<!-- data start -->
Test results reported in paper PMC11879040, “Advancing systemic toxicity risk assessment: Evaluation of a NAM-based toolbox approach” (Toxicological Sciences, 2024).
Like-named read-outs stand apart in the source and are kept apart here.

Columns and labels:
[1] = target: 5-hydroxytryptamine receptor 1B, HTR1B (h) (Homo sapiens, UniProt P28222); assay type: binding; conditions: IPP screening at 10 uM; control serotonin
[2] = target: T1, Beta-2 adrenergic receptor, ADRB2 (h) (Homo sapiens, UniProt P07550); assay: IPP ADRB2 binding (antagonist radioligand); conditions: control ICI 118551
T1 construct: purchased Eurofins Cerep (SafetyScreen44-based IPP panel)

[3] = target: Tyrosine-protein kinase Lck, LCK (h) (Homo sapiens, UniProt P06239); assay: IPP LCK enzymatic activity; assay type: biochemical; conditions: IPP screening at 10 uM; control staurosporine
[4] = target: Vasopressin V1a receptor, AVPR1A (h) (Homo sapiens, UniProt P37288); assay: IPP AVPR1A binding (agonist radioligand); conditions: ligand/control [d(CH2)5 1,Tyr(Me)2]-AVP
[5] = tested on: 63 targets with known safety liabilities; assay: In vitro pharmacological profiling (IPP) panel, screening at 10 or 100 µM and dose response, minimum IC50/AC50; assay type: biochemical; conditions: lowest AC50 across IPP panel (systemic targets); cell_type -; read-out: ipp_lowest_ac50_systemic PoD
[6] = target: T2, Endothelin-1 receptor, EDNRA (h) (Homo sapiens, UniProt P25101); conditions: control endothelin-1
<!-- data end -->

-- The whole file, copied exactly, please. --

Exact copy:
Test results reported in paper PMC11879040, “Advancing systemic toxicity risk assessment: Evaluation of a NAM-based toolbox approach” (Toxicological Sciences, 2024).
Like-named read-outs stand apart in the source and are kept apart here.

Columns and labels:
[1] = target: 5-hydroxytryptamine receptor 1B, HTR1B (h) (Homo sapiens, UniProt P28222); assay type: binding; conditions: IPP screening at 10 uM; control serotonin
[2] = target: T1, Beta-2 adrenergic receptor, ADRB2 (h) (Homo sapiens, UniProt P07550); assay: IPP ADRB2 binding (antagonist radioligand); conditions: control ICI 118551
T1 construct: purchased Eurofins Cerep (SafetyScreen44-based IPP panel)

[3] = target: Tyrosine-protein kinase Lck, LCK (h) (Homo sapiens, UniProt P06239); assay: IPP LCK enzymatic activity; assay type: biochemical; conditions: IPP screening at 10 uM; control staurosporine
[4] = target: Vasopressin V1a receptor, AVPR1A (h) (Homo sapiens, UniProt P37288); assay: IPP AVPR1A binding (agonist radioligand); conditions: ligand/control [d(CH2)5 1,Tyr(Me)2]-AVP
[5] = tested on: 63 targets with known safety liabilities; assay: In vitro pharmacological profiling (IPP) panel, screening at 10 or 100 µM and dose response, minimum IC50/AC50; assay type: biochemical; conditions: lowest AC50 across IPP panel (systemic targets); cell_type -; read-out: ipp_lowest_ac50_systemic PoD
[6] = target: T2, Endothelin-1 receptor, EDNRA (h) (Homo sapiens, UniProt P25101); conditions: control endothelin-1